Here are a few things I learned Tuesday night.

First, good candidates are never completely out of it. Several months ago I was covering a John McCain event in Keene, New Hampshire. It was at the low point of the McCain candidacy, after his staff explosion and when the campaign bank account was dry. There was no bus and he was staying in the cheapest motels in town.

After the event, he invited the press corps out to dinner. I was the entire press corps. We went to a cheap hamburger place and I was tempted to buy him and his three aides dinner, since his campaign had no money. (Being a cheap journalist, I resisted the temptation.) But do you want to know what his mood was like?

He was fine. Winning the nomination, let alone the presidency, seemed like the longest of long shots back then. But he was fine with that. He wanted to win, but he was content to merely go to small gatherings and have his say. There was no bitterness. Nor was there any desperate casting about for ways to turn things around.

He just plugged along. He stayed true to himself. Eventually good and honest candidates get rewarded no matter how badly outspent they are, no matter how few consultants they have.

Second, voters are human beings, not automatons. As always, there were perplexities in the exit polls. The economy was the top voter concern. McCain did well among economically minded voters even though Romney talks economics far more. As Tom Bevan of the invaluable RealClearPolitics site points out, Romney was the second choice of many Rudy Giuliani voters while McCain was the overwhelming second choice among the very conservative Mike Huckabee voters. These things happen because voters are not ideological robots. They vote in ways that defy ideological categorization, but make sense as character judgments.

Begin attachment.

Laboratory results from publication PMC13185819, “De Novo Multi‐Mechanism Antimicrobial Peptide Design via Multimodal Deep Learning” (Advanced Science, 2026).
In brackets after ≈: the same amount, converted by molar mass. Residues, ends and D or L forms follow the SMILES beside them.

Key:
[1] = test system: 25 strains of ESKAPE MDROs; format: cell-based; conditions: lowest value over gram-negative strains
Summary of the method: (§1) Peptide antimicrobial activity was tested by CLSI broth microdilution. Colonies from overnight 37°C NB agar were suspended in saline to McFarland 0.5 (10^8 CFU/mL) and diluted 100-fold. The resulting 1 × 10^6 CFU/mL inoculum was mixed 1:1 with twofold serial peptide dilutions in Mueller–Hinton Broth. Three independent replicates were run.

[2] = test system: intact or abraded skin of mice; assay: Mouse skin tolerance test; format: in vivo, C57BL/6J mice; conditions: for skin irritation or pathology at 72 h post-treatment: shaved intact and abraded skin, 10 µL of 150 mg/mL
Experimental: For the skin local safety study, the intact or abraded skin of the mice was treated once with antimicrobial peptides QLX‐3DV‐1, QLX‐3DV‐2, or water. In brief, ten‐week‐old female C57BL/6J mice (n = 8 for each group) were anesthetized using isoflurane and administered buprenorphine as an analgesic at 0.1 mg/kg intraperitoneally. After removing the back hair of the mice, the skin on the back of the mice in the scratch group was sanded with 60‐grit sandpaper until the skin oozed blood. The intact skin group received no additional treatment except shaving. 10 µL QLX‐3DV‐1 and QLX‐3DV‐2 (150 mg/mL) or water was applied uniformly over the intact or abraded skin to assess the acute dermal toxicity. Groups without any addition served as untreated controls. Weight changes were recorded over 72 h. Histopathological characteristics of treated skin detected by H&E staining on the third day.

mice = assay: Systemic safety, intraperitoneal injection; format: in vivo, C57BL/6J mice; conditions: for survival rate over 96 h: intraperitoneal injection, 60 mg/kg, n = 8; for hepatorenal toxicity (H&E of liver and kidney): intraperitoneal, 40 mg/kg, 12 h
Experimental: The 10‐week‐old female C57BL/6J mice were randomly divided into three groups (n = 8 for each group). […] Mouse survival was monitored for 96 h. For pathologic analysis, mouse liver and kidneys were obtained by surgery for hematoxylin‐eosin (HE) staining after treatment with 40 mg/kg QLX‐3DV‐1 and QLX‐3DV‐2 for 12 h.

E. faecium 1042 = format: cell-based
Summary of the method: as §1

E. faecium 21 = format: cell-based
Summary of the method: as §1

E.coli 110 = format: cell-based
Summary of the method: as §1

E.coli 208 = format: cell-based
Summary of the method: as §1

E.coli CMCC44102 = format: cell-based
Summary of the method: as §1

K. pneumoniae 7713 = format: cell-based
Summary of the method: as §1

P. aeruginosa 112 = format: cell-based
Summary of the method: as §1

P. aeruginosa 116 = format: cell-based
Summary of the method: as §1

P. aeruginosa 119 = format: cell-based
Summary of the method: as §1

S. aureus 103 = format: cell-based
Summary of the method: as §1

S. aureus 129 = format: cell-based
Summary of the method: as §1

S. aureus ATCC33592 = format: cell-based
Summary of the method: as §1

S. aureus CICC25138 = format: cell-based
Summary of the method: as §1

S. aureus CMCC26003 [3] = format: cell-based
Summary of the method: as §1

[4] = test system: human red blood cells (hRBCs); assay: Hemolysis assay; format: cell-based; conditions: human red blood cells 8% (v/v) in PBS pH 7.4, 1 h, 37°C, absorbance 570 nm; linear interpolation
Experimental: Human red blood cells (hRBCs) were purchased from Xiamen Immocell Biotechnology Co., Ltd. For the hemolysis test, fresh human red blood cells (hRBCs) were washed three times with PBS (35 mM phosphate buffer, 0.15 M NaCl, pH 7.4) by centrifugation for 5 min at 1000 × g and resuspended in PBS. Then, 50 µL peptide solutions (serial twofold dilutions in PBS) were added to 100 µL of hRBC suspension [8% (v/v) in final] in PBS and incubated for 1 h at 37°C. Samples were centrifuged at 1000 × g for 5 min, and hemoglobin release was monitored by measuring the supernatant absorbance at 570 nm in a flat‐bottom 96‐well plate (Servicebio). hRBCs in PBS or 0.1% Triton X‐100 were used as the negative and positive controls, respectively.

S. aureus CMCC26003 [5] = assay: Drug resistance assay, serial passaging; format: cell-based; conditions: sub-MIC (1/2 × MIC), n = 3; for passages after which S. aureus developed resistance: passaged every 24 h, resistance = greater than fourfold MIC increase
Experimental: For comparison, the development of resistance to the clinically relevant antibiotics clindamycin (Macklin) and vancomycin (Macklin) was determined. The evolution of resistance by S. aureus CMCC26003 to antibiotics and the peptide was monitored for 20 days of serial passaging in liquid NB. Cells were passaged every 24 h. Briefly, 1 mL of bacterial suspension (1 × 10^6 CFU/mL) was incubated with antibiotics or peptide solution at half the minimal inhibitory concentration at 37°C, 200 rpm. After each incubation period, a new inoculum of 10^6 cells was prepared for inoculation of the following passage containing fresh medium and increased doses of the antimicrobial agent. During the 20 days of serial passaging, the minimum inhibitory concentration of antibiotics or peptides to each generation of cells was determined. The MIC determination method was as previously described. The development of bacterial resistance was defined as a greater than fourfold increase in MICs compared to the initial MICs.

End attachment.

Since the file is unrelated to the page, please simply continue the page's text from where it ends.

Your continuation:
Third, the big conservative issues did not bark, once again. Can we please stop pretending that immigration is a good issue for Republicans? The restrictionist side can’t even produce a victory for their man in a Republican primary. Rudy Giuliani promised gigantic tax cuts. Got him nowhere. Romney also promised big tax cuts. Nada. Romney hit McCain for being soft on social issues. Goose egg.

Fourth, elections without campaigns don’t count. Hillary Clinton won big on the Democratic side. I still think she is the Democratic front-runner (she’s got huge leads in the big states), but this win doesn’t mean much. In other states many more Democrats voted than Republicans. But not in Florida. Seniors turned out, which is good for Hillary. But younger people and minority groups didn’t so much. In short, Florida is not a test of where the Democratic race is.

Finally, here are two things I don’t know about yet:

First, how desperate is Romney? The Wednesday debate is his last shot at turning this around. If he is truly frantic, he will hit McCain hard on the temperament issue and hope McCain blows up on national TV. It will be an ugly assault, but the mark of a man who is willing to try anything. If Romney’s not willing to get that ugly, he’ll just use the same arguments he tried in Florida.

Second, what does delegate hunting look like? For decades, presidential primaries have been settled by momentum. That is unlikely to happen on the Democratic side. Super-Duper-Looper Tuesday will almost certainly not settle the Democratic race because each side will emerge with many delegates. But how do you campaign in this environment? Do you try to win states? Do you focus on Congressional Districts with high turnouts, which sometimes get rewarded? Do you care about the national aggregate numbers next Tuesday? Almost nobody now living has done this before. And the challenge for us journalists is that we will have no clue next Tuesday how to make sense of the hundreds of different sorts of results that will come in.

If you don’t find this prospect exciting then you don’t like politics. And if so, why have you read this deep into this post?